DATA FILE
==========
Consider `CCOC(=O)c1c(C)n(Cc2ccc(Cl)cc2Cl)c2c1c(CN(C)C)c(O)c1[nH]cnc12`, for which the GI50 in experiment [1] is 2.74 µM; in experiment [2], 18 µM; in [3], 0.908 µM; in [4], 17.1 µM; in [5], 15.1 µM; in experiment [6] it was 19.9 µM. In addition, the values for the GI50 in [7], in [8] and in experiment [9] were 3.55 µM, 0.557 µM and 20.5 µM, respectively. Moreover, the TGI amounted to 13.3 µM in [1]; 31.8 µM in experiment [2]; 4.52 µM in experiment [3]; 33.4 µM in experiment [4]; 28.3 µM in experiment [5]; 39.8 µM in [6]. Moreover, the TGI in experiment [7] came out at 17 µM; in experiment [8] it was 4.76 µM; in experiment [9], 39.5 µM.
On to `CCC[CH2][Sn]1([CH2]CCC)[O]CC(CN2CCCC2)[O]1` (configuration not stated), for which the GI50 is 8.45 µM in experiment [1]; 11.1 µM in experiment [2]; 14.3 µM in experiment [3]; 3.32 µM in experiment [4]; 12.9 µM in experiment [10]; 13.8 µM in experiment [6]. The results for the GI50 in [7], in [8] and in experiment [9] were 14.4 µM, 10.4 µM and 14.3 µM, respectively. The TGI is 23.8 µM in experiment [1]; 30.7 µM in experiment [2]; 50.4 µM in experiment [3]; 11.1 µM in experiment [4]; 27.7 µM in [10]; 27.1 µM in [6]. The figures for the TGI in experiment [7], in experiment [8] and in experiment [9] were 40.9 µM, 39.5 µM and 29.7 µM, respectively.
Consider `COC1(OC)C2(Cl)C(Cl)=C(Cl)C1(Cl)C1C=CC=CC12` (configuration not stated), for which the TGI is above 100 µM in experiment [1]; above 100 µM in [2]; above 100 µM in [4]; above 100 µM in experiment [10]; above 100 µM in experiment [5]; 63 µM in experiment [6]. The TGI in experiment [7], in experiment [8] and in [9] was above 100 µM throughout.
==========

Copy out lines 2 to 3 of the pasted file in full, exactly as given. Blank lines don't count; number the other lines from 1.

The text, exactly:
On to `CCC[CH2][Sn]1([CH2]CCC)[O]CC(CN2CCCC2)[O]1` (configuration not stated), for which the GI50 is 8.45 µM in experiment [1]; 11.1 µM in experiment [2]; 14.3 µM in experiment [3]; 3.32 µM in experiment [4]; 12.9 µM in experiment [10]; 13.8 µM in experiment [6]. The results for the GI50 in [7], in [8] and in experiment [9] were 14.4 µM, 10.4 µM and 14.3 µM, respectively. The TGI is 23.8 µM in experiment [1]; 30.7 µM in experiment [2]; 50.4 µM in experiment [3]; 11.1 µM in experiment [4]; 27.7 µM in [10]; 27.1 µM in [6]. The figures for the TGI in experiment [7], in experiment [8] and in experiment [9] were 40.9 µM, 39.5 µM and 29.7 µM, respectively.
Consider `COC1(OC)C2(Cl)C(Cl)=C(Cl)C1(Cl)C1C=CC=CC12` (configuration not stated), for which the TGI is above 100 µM in experiment [1]; above 100 µM in [2]; above 100 µM in [4]; above 100 µM in experiment [10]; above 100 µM in experiment [5]; 63 µM in experiment [6]. The TGI in experiment [7], in experiment [8] and in [9] was above 100 µM throughout.